In the beginning
New words are conceived when existing words join to create a new meaning. For instance, you might have found yourself ‘hangry’, ‘unfriending’ someone or even accused of ‘manspreading’.
Registering the birth
New words are entered into dictionaries. But inclusion in a dictionary is little more than a rite of passage. At least ⅕ of the Oxford English Dictionary’s 231,000 entries are obsolete (Why words die (and how to stop a few of them from keeling over) The Economist 4th-10th March 2017).
New words also have their births announced in the media. This is usually accompanied by debate as to their parentage and, ultimately, as to their future.
The best way to spread the news of a word’s birth is, of course, by word of mouth. After all, “a word needs to be used to live” (ibid. The Economist).
Young words go through a trying period. That is to say a period in which they are tried out. For some such as ‘hangry’ and ‘adorkable’ it’s just a phase, and one they grow out of as they are popularised.
Others are not so fortunate. For example, do you multislack at work? Probably, without even realising it.
If you use work-related windows to cover non-work-related ones open on your computer then yes, you multislack.
The American Dialect Society shortlisted multislacking for its 1998 Words of the Year vote. For almost twenty years we’ve been doing it. And yet we still don’t use the specific word that describes it. Multislacking has yet to advance beyond infancy.
Once words have been popularised, they mature. Take ‘decimate.’ As a young word in Latin it meant ‘to kill one in ten’. Similarly, ‘μυριάς’ – Ancient Greek for 10,000 – has grown to become the less specific ‘myriad’.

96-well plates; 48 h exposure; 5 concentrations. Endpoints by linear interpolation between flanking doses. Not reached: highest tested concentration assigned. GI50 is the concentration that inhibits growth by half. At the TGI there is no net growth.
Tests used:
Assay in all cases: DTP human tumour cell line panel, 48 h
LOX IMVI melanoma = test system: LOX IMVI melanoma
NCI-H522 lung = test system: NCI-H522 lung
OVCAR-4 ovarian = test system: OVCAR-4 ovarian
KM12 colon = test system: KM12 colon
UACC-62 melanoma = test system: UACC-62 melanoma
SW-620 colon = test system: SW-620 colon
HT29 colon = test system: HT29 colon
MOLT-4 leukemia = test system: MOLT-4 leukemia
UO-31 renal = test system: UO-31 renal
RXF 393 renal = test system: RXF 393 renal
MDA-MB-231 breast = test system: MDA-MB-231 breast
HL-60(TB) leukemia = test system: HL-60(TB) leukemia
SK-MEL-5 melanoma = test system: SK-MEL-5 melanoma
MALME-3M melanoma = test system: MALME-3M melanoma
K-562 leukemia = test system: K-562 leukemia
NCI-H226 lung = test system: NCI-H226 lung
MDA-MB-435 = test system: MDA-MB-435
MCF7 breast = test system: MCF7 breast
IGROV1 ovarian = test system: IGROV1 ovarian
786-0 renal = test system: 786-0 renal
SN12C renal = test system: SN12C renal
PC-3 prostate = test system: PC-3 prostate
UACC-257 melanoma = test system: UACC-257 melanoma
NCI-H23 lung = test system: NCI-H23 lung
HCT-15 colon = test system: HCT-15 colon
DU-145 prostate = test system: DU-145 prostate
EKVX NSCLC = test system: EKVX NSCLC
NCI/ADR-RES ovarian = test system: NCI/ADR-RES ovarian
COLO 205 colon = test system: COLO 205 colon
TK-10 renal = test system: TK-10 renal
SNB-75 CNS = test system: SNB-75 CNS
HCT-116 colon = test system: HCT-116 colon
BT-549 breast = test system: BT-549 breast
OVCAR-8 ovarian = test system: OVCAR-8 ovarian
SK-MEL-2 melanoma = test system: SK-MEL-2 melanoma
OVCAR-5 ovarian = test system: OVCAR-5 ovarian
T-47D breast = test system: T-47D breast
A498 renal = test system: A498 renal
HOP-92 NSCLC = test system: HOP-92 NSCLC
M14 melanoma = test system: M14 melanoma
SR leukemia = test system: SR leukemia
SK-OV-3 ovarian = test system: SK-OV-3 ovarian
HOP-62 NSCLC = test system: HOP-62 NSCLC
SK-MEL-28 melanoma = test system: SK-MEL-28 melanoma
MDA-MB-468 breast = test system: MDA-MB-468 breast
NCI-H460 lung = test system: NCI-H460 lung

C. S. Lewis uses the example of ‘gentleman’ (The Death of Words, 1944). In its infancy ‘gentleman’ defined a social and heraldic fact, but its meaning has decayed with age. Now, ‘gentleman’ requires what Lewis calls “adjectival parasites” – crutches such as ‘true,’ ‘honest’ and ‘real’ – to survive.
Words start work as soon as they are born. They are the raw materials for the manufacture of language, which is distributed and used for communication.
This communication is written, spoken, read and heard. But these are not distinct categories: speakers listen, writers read. And vice versa.
So the business of communication is the exchange of information. It is only profitable when it is understood.
For a word to succeed in its job, it needs careful deployment. As shareholders in the business of communication, that is our responsibility.
Reaching the end
Words find that retirement is followed by a quick death. Conversely to their widely-announced birth, a word’s death receives little or no acknowledgement. The fortunate few will have their passing mourned by the likes of The Spectator, the London Review of Books and The Literary Review. Recently, the Guardian published an obituary – ‘Golly’, ‘cassette’ and ‘croquet’: the words we no longer use (15th March 2017).
The circle of life
The ashes of the dead fertilise the soil and so it is with words: see ‘Brexit’.